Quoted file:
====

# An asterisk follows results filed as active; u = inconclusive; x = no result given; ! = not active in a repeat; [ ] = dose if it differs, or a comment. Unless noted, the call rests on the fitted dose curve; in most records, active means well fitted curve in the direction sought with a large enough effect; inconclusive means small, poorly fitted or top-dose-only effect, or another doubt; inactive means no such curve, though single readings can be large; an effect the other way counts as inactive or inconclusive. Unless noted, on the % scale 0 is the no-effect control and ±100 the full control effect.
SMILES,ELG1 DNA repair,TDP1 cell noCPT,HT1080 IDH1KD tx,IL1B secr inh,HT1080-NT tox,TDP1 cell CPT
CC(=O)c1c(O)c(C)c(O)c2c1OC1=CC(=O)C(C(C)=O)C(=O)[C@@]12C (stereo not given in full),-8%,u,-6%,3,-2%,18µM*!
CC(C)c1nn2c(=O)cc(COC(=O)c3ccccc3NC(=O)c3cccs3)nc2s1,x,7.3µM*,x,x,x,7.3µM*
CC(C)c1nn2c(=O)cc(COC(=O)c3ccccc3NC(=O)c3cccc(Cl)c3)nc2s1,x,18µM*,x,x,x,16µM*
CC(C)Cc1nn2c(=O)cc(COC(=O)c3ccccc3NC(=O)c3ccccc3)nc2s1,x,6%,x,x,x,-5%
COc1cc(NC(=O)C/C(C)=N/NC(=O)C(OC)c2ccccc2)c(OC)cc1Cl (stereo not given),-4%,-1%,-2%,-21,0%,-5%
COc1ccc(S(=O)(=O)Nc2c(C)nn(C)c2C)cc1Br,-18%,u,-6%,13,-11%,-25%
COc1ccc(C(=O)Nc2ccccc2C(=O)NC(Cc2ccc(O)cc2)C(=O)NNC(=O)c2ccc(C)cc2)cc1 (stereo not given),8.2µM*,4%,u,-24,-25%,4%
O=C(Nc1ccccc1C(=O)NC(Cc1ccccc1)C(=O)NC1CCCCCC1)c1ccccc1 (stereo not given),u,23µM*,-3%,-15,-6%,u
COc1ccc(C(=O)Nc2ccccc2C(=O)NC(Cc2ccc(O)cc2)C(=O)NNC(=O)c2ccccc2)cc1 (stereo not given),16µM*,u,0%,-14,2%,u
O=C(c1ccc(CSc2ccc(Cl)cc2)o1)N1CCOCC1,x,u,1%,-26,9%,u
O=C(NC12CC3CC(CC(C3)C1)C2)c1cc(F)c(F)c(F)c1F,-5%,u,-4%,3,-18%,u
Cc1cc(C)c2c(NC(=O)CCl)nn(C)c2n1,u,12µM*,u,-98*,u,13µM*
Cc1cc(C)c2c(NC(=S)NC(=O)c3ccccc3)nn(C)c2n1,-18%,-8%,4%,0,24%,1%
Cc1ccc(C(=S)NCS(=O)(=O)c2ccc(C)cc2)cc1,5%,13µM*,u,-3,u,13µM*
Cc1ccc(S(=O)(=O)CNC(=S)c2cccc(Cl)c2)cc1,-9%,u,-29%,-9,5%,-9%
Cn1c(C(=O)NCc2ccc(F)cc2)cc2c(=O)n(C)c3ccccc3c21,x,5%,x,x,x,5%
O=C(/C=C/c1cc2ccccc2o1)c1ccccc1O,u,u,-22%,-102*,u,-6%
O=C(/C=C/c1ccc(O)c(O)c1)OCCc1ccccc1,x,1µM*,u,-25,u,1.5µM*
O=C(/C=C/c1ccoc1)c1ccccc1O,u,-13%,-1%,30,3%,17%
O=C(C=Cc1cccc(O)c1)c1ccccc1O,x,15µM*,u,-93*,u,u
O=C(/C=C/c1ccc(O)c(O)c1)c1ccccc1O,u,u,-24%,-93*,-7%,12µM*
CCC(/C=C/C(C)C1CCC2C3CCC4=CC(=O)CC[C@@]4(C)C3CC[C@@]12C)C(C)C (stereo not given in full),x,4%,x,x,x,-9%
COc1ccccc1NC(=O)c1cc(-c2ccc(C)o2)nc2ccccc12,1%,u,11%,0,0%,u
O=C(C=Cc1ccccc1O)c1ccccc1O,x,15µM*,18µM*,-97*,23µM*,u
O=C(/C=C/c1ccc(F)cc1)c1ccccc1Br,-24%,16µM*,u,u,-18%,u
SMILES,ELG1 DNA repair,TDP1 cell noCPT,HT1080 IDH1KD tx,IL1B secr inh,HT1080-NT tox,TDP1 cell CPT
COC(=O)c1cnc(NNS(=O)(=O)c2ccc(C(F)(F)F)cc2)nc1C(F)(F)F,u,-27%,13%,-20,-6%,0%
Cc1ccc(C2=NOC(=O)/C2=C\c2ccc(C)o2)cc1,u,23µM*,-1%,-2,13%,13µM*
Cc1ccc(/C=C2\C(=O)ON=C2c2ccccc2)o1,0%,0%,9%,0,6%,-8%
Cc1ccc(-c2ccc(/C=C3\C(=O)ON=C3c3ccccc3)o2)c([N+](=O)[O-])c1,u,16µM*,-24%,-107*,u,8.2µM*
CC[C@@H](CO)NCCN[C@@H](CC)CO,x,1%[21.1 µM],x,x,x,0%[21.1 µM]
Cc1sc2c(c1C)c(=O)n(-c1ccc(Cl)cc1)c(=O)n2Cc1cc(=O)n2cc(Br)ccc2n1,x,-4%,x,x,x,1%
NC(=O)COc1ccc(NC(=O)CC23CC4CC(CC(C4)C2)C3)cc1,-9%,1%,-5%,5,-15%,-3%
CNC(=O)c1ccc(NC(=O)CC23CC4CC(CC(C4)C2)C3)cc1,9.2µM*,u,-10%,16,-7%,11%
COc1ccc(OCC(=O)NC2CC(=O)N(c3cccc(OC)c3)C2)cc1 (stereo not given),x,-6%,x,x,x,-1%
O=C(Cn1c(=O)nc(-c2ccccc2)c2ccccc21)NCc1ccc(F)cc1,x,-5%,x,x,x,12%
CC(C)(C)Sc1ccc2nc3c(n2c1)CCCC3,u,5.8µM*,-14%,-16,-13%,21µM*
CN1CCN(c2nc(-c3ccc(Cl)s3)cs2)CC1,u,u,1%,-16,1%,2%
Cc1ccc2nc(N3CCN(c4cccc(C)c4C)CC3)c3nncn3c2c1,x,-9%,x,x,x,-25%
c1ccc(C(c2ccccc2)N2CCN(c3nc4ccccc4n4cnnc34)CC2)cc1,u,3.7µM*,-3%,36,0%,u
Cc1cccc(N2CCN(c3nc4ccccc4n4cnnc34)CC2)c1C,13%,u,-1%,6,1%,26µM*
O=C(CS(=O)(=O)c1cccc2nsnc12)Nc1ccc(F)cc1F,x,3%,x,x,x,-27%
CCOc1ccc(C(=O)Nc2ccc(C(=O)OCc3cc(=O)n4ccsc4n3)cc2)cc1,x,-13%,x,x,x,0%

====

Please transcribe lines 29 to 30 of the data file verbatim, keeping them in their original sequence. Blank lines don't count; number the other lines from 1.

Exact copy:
COC(=O)c1cnc(NNS(=O)(=O)c2ccc(C(F)(F)F)cc2)nc1C(F)(F)F,u,-27%,13%,-20,-6%,0%
Cc1ccc(C2=NOC(=O)/C2=C\c2ccc(C)o2)cc1,u,23µM*,-1%,-2,13%,13µM*